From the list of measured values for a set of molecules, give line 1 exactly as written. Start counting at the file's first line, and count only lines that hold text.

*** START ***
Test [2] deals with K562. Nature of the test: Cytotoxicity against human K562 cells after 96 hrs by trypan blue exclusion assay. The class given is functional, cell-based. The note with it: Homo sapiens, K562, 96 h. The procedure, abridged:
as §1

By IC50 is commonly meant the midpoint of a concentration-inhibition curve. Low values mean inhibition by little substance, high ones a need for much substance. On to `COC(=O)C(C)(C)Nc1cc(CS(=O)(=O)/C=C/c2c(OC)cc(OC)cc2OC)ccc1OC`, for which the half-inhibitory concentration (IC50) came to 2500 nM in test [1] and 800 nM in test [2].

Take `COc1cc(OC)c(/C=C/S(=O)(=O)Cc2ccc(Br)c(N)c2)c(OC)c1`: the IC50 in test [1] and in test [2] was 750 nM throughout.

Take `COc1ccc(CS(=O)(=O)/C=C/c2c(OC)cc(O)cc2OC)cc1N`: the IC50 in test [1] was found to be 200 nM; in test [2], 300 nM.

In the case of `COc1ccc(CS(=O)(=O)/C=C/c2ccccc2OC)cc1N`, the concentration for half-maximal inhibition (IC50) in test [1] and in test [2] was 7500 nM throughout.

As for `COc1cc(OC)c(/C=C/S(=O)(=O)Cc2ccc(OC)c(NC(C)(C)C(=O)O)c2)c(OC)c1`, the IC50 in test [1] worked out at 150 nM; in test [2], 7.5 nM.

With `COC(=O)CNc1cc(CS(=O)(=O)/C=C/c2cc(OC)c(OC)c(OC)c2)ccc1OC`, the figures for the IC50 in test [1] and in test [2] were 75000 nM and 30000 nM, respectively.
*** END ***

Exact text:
Test [2] deals with K562. Nature of the test: Cytotoxicity against human K562 cells after 96 hrs by trypan blue exclusion assay. The class given is functional, cell-based. The note with it: Homo sapiens, K562, 96 h. The procedure, abridged: